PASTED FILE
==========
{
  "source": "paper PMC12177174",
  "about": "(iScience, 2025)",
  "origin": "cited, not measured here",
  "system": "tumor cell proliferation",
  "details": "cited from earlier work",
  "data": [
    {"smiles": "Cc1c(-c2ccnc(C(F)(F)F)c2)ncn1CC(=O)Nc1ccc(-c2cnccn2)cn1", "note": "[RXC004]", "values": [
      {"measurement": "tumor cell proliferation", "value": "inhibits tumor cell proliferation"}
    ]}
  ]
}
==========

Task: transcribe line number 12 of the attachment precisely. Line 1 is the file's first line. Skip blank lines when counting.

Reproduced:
}